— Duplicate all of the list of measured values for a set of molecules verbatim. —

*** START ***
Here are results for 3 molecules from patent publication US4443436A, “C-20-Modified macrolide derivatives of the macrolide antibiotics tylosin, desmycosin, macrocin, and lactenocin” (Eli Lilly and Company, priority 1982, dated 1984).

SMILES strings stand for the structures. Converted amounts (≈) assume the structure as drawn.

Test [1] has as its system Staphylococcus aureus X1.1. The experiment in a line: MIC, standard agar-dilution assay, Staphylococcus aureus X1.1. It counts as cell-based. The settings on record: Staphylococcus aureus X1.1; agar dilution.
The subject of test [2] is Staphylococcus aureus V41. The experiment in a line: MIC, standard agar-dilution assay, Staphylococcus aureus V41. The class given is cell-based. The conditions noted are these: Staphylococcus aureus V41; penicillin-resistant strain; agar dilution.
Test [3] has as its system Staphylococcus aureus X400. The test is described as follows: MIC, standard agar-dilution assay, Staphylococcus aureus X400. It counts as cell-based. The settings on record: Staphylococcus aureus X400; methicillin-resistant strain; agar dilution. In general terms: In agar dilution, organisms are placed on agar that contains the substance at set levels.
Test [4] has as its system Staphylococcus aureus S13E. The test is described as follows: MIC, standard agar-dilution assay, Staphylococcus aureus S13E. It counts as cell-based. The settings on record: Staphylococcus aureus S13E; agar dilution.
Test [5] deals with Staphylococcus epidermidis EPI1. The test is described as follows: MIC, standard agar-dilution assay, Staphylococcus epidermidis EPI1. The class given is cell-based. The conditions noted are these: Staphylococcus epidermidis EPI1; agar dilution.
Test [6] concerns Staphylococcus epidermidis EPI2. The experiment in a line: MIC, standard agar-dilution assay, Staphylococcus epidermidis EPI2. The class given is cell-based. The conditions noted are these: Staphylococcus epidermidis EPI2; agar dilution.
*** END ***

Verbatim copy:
Here are results for 3 molecules from patent publication US4443436A, “C-20-Modified macrolide derivatives of the macrolide antibiotics tylosin, desmycosin, macrocin, and lactenocin” (Eli Lilly and Company, priority 1982, dated 1984).

SMILES strings stand for the structures. Converted amounts (≈) assume the structure as drawn.

Test [1] has as its system Staphylococcus aureus X1.1. The experiment in a line: MIC, standard agar-dilution assay, Staphylococcus aureus X1.1. It counts as cell-based. The settings on record: Staphylococcus aureus X1.1; agar dilution.
The subject of test [2] is Staphylococcus aureus V41. The experiment in a line: MIC, standard agar-dilution assay, Staphylococcus aureus V41. The class given is cell-based. The conditions noted are these: Staphylococcus aureus V41; penicillin-resistant strain; agar dilution.
Test [3] has as its system Staphylococcus aureus X400. The test is described as follows: MIC, standard agar-dilution assay, Staphylococcus aureus X400. It counts as cell-based. The settings on record: Staphylococcus aureus X400; methicillin-resistant strain; agar dilution. In general terms: In agar dilution, organisms are placed on agar that contains the substance at set levels.
Test [4] has as its system Staphylococcus aureus S13E. The test is described as follows: MIC, standard agar-dilution assay, Staphylococcus aureus S13E. It counts as cell-based. The settings on record: Staphylococcus aureus S13E; agar dilution.
Test [5] deals with Staphylococcus epidermidis EPI1. The test is described as follows: MIC, standard agar-dilution assay, Staphylococcus epidermidis EPI1. The class given is cell-based. The conditions noted are these: Staphylococcus epidermidis EPI1; agar dilution.
Test [6] concerns Staphylococcus epidermidis EPI2. The experiment in a line: MIC, standard agar-dilution assay, Staphylococcus epidermidis EPI2. The class given is cell-based. The conditions noted are these: Staphylococcus epidermidis EPI2; agar dilution.